Reading some of those old entries is really fun. When I have the opportunity to step back and look at my last few years, I realize just how much I have accomplished. After doing that, I no longer felt like writing a Year in Review. (I enjoy reading them from other people, though). For the first time, I'm not writing a year in review. It's ok. Really. I know this is hard for you to hear. But, it's not you. It's me.

I feel like I'm making progress, so why stop now only to look back?

You know the saying, "When the past calls, don't answer. It has nothing new to say."

I'm ready for 2015!

BUT....there was one little thing that I remember enjoying. Even though I never truly accomplished it.

That's operation super fit.

What is operation super fit? It's exactly what it sounds like, duh.

Last year at this time, I was going through a BIG FAT GNARLY change in my life. I was unable to do operation super fit.

Instead, I did OPERATION HOLD YOUR SHIT TOGETHER. I didn't even, really, do very well at that. In fact, I pretty much went through a suckfest for a few months and put it all on display for you.

Wrapped up in my little blanket of feeling bad for myself, I couldn't really put OSF expectations on myself.

THIS YEAR....or the END OF THIS YEAR, I read my OSF post from 2012.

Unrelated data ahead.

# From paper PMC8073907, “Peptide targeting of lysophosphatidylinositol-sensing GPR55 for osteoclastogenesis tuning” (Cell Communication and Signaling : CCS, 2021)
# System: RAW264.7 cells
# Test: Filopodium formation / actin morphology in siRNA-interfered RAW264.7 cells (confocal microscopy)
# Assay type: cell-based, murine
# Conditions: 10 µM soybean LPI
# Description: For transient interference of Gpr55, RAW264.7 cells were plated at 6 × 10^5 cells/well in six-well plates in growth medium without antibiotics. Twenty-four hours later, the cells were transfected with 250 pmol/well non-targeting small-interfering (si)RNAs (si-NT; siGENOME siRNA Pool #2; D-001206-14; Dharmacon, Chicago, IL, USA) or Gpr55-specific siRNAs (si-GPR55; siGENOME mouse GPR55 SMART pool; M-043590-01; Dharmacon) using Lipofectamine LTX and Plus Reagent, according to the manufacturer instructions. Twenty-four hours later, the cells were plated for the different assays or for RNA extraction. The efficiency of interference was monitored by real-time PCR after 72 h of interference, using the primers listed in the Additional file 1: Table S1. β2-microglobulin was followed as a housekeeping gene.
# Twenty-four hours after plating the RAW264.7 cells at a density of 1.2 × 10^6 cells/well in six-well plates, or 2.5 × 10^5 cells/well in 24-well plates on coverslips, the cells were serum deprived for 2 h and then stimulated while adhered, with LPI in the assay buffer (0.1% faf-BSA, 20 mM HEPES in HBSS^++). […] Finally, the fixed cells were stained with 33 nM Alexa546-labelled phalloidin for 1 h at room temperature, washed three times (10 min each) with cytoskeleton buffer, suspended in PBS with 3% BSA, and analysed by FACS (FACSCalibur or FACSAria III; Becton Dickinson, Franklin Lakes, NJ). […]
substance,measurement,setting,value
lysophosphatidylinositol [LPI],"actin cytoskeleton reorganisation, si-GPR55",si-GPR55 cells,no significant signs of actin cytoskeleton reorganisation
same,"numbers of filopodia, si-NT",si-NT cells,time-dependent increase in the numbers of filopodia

And I thinks to meself: "Hmmmm."

That was it, "Hmmmm."

For the past few weeks, I've been all about POWER. Running SUPER FAST SPRINTS. Doing box jumps and lunges and squats and core work and run sprints again and burpees and skips and and and 
I cut out cookies. I really did. Cold turkey, bitches.

and  and and

Mr. Tea says, "Wow. You are getting lean."

I think, "I'm probably in the best shape I've.....(wait for it)....EVER BEEN." Sure, maybe I've been lighter. Maybe I've even been leaner.

BUT, I've never been in this shape before. I've never been able to do things that I can do now.


The most exciting part is that things are just getting started. Over the coming weeks, the intensity ramps up, the power moves get bigger and harder, know....bigger and harder things.

I've made some very small dietary changes. It's mostly about getting back to what I need to eat. That time between Thanksgiving and Christmas I eat EVERYTHING and ANYTHING and tend to skip some of the good food that I normally eat. I do that intentionally. It's fun, and it's a mental break from the structure.

I feel very strong, very powerful and like I can accomplish whatever I set my mind to.

Who needs a year in review when I'm starting the year like that?

Thursday, December 18, 2014

Maybe I need to change

This holiday season has been really tough on me. I realized that way I was doing things was no longer working. Granted for 3 weeks, I was sick and getting over being sick. That type of thing drains me emotionally....on top of being really busy at work....and trying not to be frustrated at missing workouts that I really wanted to do.

In order to get done everything I need to get done, I had to change how I do things. I would say that this week, it wasn't perfect but it was more or less a success.

On Tuesday, my day started early working in the warehouse, walking miles upon miles on a concrete floor, packing boxes and boxes and more boxes. I got away for an hour (threshold) run at lunch. I drove to Ft Collins (3 hours round trip), got home at 5pm, just in time to have dinner, so I could leave for masters at 6:15. Finally, my day ended with me getting home from masters at 9:30pm. (1:30 Masters) It's not my preferred way of doing things, but it's what I have to do in order to meet my goals.